The film is striking enough that Karen von Hahn, the Star’s fashion columnist, wrote a whole piece on it, referring to the protagonists as “hipster-variety bloodsuckers” and concluding: “As in-the-know, super-discerning scenesters like Jarmusch would appreciate, not only are vampires essentially way cooler than zombies, it’s ultimately the exclusivity of cool itself that will never die.” It’s indeed true that Jarmusch might be one of the more vampire-like of directors: he’s looked much the same for thirty years or more (the early white hair helped), and seems fully immersed in his own creative world, which feels like it should be largely nocturnal even if it actually isn’t (maybe that’s the influence of his early film Night on Earth). I don’t think he’s ever made a film that wasn’t good to watch, although I can see how they might sometimes seem rather unapproachable, locked inside a set of aesthetic codes that couldn’t possibly mean as much to anyone else as they do to the director. It takes time to perceive how Jarmusch regards the usual trappings of “realism” as just clutter and convention to be stripped away, how his familiar “deadpan” approach to things isn’t a pose but a mode of investigation.
You might argue that there’s almost nothing in his work about what you might call “normal” life as we usually perceive it. But maybe that’s a representation of the same thing I mentioned, of seeking to transcend confinement in an overly hyped present. Only Lovers Left Alive has an intriguing preoccupation with the notion of fame: the fourth vampire in the film is Christopher Marlowe (John Hurt), here the real writer of everything we attribute to Shakespeare, and Adam has made similar anonymous contributions to the Western canon (helping out Franz Schubert for one). In the present he wrestles with wanting his new work to be somehow heard by others, while resisting any kind of personal attention.
The essence of cool
Of course, it’s only good self-preservation strategy for a non-aging vampire to remain out of the public eye, but it doesn’t seem like only that; it feels like being widely recognized and the accompanying distractions are inherently corrosive to one’s Self. Actually, having a measure of fame, like Jarmusch, while remaining seemingly in control of one’s agenda, might be the real essence of cool, and not something that necessarily comes easily (in that same interview, he described his sense of time as precious and limited, remarking how he avoids shows like Breaking Bad because he’s afraid he’ll get addicted).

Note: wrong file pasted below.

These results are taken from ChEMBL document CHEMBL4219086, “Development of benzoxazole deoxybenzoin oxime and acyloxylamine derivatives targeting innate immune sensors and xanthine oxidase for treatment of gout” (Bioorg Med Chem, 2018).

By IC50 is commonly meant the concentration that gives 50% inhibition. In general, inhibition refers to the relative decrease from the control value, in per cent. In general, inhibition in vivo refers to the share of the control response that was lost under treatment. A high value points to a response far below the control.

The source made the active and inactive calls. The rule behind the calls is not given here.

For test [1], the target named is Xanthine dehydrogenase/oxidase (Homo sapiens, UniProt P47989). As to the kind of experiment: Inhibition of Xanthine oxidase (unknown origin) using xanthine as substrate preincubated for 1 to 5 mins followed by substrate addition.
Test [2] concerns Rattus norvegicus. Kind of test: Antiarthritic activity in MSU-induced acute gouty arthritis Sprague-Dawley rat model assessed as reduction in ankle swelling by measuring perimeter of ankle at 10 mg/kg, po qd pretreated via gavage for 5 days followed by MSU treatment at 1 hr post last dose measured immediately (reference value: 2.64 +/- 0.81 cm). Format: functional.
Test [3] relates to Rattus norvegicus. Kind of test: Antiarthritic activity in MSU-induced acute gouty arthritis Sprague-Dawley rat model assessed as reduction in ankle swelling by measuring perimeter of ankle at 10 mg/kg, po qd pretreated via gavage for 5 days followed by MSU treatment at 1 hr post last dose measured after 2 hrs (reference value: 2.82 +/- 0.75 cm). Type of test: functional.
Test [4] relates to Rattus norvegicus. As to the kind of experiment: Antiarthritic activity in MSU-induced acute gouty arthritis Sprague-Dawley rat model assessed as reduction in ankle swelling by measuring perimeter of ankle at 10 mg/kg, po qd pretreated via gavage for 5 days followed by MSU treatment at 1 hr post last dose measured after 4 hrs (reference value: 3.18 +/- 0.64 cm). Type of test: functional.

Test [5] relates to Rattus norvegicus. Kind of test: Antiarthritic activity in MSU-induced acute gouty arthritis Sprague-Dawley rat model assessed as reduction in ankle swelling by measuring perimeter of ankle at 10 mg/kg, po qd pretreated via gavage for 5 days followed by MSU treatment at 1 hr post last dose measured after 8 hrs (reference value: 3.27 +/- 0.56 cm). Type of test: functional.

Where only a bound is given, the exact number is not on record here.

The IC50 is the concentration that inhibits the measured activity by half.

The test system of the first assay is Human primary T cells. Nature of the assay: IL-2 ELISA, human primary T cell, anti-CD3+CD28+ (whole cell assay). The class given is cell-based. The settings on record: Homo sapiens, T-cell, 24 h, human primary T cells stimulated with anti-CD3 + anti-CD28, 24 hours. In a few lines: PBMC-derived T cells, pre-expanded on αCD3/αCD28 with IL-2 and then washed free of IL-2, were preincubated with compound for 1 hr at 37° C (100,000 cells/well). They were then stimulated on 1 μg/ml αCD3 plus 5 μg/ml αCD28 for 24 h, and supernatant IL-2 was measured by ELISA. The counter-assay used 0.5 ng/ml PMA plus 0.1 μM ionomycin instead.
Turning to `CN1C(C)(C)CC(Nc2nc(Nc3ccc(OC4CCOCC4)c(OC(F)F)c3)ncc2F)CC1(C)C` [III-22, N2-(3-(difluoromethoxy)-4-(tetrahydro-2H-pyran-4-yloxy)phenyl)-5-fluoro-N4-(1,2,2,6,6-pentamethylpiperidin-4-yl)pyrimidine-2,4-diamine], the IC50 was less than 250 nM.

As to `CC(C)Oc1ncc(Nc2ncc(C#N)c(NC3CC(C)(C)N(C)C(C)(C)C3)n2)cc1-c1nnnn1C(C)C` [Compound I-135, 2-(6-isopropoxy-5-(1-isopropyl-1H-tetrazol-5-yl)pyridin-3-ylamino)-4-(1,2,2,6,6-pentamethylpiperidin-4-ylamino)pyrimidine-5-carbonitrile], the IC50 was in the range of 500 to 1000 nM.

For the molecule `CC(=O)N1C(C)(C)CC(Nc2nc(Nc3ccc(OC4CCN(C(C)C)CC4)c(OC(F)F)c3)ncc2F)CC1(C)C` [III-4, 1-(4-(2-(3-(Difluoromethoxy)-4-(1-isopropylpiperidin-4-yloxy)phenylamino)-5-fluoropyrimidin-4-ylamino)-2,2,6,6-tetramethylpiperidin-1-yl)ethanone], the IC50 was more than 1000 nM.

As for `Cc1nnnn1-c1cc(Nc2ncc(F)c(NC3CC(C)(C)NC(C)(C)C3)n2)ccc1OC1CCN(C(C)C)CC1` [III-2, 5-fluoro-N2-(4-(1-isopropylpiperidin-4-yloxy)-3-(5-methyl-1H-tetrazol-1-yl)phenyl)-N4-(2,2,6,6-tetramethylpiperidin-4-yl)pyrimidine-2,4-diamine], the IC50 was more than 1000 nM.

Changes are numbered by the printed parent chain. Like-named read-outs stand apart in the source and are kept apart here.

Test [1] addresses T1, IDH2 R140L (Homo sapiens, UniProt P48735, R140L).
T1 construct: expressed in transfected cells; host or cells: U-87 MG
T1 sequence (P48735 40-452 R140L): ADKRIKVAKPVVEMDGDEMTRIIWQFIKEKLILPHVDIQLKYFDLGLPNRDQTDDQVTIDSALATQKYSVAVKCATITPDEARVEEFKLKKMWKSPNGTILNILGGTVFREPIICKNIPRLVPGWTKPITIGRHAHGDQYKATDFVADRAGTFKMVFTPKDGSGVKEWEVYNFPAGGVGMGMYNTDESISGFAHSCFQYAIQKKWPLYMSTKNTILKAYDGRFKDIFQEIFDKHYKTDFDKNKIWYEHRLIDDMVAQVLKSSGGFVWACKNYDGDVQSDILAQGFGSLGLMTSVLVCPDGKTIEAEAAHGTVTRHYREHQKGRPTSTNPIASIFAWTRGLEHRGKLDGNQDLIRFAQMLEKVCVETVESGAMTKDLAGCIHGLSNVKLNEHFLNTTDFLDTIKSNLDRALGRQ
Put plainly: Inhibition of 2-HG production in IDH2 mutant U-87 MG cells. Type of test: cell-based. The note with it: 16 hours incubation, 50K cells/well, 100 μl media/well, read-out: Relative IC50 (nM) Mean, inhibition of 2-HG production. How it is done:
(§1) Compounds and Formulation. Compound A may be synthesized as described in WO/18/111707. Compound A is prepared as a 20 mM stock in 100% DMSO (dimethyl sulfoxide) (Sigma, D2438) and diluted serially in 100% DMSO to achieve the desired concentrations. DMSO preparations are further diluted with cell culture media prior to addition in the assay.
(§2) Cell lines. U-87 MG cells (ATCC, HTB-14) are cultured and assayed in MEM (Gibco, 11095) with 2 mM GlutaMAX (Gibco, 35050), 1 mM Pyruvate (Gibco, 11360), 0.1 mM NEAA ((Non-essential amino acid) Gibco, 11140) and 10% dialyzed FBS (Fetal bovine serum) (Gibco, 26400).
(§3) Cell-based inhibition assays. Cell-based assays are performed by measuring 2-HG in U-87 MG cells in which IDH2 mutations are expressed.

On one of their night time drives through Detroit, Eve remarks how the city will rise again, when the American south starts to run out of water. It’s a matter-of-fact observation, and all the more chilling for that; actually, it’s unusually politically pointed for Jarmusch. But the evocation of a land of pointlessly lush lawns built in the middle of deserts, of capitulation to ludicrously unsustainable values, provides a strong implicit contrast to the values that underlie his film.
When she packs to leave Tangiers for Detroit, Eve’s luggage consists entirely of old books in multiple languages; she runs her finger over their pages, apparently absorbing their beauty and meaning as if through a straw. She must have read them before, if not memorized them, but her communion is as much with the books themselves, as privileged objects; even if we don’t understand the details, it’s a wonderfully sensuous moment. On the other hand, unlike Adam, she also sees the virtue of having an iPhone. Jarmusch in no way denies the possibilities of our current cultural and technological moment, but he’s surely puzzled at the undead state of those who choose to see nothing else.